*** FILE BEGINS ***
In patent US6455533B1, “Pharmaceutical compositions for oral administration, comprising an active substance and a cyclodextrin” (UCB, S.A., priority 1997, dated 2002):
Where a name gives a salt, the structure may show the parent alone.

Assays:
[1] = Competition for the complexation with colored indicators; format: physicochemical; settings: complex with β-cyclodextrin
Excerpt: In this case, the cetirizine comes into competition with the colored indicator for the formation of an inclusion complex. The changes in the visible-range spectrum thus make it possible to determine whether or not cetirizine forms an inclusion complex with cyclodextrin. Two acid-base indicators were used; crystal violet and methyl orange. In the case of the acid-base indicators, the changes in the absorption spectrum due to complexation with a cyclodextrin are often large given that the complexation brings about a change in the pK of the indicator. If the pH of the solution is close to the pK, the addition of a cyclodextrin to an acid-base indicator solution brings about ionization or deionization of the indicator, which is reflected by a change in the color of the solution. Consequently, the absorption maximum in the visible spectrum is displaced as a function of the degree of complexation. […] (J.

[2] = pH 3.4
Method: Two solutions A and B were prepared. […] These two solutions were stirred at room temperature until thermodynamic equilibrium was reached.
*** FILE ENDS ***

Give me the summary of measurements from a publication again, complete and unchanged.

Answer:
In patent US6455533B1, “Pharmaceutical compositions for oral administration, comprising an active substance and a cyclodextrin” (UCB, S.A., priority 1997, dated 2002):
Where a name gives a salt, the structure may show the parent alone.

Assays:
[1] = Competition for the complexation with colored indicators; format: physicochemical; settings: complex with β-cyclodextrin
Excerpt: In this case, the cetirizine comes into competition with the colored indicator for the formation of an inclusion complex. The changes in the visible-range spectrum thus make it possible to determine whether or not cetirizine forms an inclusion complex with cyclodextrin. Two acid-base indicators were used; crystal violet and methyl orange. In the case of the acid-base indicators, the changes in the absorption spectrum due to complexation with a cyclodextrin are often large given that the complexation brings about a change in the pK of the indicator. If the pH of the solution is close to the pK, the addition of a cyclodextrin to an acid-base indicator solution brings about ionization or deionization of the indicator, which is reflected by a change in the color of the solution. Consequently, the absorption maximum in the visible spectrum is displaced as a function of the degree of complexation. […] (J.

[2] = pH 3.4
Method: Two solutions A and B were prepared. […] These two solutions were stirred at room temperature until thermodynamic equilibrium was reached.